Markets hate uncertainty, and that’s exactly what they’re dealing with as coronavirus spreads. Fears got exacerbated Friday as investors looked ahead to Monday’s re-opening of Shanghai stocks after more than a week off.
A lot of it comes down to what might happen this weekend and Monday. It’s hard to get excited about holding long positions on Friday if you’re worried China’s stock market might lay an egg late on Sunday U.S. time when things get rolling across the Pacific. It looks like many people didn’t want to potentially catch a falling knife. The virus scare is having a real effect on airline, cruise line and hotel stocks, especially.
Selling rolled along pretty steadily throughout the day, without too much buying interest showing up at the lows. There was never a period of the session where it looked like things might be coming back, but on the other hand it didn’t look like a panic, just a steady flow of selling and no buyers.
By the end of the session, every major index had given up 1.25% or more, with the Dow Jones Industrial Average (INDEXDJX: .DJI) falling into the red for the month. Every sector except Consumer Discretionary—which got a lift from Amazon.com, Inc. (NASDAQ: AMZN) earnings—finished in the red. Utilities was the second-best performer. Energy finished at the very bottom with more than 3% losses.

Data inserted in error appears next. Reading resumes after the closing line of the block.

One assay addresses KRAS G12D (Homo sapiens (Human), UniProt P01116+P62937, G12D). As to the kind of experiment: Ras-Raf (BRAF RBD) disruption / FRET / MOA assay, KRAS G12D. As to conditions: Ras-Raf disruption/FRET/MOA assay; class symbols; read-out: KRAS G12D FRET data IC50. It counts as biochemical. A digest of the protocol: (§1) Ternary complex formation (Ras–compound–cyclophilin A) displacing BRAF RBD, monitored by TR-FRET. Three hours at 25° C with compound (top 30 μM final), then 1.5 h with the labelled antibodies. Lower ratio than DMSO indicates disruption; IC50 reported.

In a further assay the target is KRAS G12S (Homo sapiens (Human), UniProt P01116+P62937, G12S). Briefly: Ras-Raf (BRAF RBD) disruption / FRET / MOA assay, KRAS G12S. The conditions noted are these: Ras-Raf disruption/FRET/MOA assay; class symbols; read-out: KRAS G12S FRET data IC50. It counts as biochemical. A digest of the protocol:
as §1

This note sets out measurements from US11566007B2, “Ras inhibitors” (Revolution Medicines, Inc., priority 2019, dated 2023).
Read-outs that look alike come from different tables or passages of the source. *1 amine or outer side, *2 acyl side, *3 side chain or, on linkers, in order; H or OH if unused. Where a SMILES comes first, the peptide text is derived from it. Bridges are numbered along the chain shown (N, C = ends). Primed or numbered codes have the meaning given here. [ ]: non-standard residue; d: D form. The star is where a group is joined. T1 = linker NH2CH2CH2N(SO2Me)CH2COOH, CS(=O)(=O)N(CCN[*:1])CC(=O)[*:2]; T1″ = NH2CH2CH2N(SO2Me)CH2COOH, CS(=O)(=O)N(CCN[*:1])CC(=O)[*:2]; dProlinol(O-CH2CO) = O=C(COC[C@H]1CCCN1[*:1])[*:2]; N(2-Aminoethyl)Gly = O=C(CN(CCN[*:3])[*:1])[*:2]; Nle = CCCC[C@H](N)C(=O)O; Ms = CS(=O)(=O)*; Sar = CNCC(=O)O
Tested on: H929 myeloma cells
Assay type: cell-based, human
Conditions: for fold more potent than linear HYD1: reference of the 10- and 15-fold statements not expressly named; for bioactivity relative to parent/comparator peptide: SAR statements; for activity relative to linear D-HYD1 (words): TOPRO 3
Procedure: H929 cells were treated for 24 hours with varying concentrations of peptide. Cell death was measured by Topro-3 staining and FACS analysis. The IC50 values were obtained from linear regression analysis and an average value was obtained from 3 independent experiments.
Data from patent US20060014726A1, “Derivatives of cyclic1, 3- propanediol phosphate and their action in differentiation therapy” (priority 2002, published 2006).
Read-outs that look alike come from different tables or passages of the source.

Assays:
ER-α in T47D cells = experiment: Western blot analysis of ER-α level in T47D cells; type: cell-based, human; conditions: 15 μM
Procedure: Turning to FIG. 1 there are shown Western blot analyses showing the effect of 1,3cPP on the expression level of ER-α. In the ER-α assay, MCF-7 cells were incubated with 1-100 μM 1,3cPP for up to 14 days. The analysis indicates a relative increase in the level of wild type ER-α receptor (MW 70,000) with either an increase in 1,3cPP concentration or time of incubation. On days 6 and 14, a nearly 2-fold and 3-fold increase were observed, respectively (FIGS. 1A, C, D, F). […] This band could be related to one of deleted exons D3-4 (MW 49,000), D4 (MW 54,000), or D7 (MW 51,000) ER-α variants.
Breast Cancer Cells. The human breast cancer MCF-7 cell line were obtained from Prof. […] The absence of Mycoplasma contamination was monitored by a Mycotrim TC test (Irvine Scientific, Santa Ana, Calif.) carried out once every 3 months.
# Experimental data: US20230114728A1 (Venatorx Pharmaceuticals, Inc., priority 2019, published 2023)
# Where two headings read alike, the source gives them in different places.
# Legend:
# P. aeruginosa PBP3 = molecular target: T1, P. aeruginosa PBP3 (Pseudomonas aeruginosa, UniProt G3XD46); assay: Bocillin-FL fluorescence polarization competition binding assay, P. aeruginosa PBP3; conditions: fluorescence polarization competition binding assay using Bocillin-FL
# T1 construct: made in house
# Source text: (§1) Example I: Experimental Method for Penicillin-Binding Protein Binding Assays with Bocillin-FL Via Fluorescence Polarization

Sunday night looms large. Remember to keep a close eye on U.S. futures trading in the evening right around the time Shanghai opens. People appear to expect sharp losses in China, but Friday’s U.S. sell-off might have been one of those “sell the rumor” scenarios. In other words, people seem prepared for a huge sell-off, so something less than a worst-case-scenario in Shanghai could get viewed as constructive. As Yogi Berra once said about baseball: “You never know.”
Berra also said you can see a lot just by watching. Try and remember that this weekend and watch for virus developments. News about more infections and deaths obviously would be unfortunate from a human perspective, but also might get people even more nervous around Wall Street. The market actually rallied late Thursday after the World Health Organization (WHO) declared the virus an emergency, maybe out of hopes the WHO might take more aggressive measures. Any action on their part as well as any border closures or airline flight cancellations could play into the mood by Monday.
Risk-off might remain the tone until things start improving on the virus front. …
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